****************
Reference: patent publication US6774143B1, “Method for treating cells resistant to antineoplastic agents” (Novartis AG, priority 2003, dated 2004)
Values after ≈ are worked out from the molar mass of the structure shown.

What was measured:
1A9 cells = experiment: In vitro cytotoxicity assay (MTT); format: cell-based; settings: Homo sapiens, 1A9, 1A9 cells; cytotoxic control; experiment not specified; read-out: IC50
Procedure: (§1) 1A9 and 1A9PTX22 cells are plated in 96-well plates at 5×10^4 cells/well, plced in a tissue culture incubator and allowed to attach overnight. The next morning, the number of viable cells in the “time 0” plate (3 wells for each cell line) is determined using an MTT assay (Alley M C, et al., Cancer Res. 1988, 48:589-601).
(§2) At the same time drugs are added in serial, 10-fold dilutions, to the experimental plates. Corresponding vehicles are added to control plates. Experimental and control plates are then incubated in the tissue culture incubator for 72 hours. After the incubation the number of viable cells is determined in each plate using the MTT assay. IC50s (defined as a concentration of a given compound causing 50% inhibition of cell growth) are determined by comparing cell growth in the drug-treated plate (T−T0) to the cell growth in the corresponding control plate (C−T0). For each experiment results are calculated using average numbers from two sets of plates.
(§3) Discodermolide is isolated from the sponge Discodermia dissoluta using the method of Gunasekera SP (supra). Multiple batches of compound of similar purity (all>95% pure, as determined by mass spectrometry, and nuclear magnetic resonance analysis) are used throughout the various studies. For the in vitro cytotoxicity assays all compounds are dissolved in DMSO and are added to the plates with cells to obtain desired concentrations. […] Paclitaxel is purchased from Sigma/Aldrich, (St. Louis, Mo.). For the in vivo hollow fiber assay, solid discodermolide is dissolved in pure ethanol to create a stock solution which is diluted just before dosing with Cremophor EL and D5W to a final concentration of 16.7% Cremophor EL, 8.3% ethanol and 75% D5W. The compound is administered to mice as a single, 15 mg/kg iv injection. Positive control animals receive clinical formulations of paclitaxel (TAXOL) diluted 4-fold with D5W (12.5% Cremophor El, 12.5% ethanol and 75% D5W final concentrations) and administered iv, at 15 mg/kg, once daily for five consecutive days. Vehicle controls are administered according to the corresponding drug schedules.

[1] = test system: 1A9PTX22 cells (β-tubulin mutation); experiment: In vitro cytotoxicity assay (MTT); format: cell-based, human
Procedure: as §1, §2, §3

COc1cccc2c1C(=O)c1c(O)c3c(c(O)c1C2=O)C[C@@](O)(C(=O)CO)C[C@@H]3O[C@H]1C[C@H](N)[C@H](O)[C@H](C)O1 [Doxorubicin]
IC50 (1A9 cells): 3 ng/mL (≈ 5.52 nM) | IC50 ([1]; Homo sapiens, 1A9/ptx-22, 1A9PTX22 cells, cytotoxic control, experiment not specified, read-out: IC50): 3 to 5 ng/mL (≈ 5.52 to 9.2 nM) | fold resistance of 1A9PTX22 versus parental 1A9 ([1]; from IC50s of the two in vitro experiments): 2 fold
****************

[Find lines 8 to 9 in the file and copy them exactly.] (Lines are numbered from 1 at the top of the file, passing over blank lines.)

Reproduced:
[1] = test system: 1A9PTX22 cells (β-tubulin mutation); experiment: In vitro cytotoxicity assay (MTT); format: cell-based, human
Procedure: as §1, §2, §3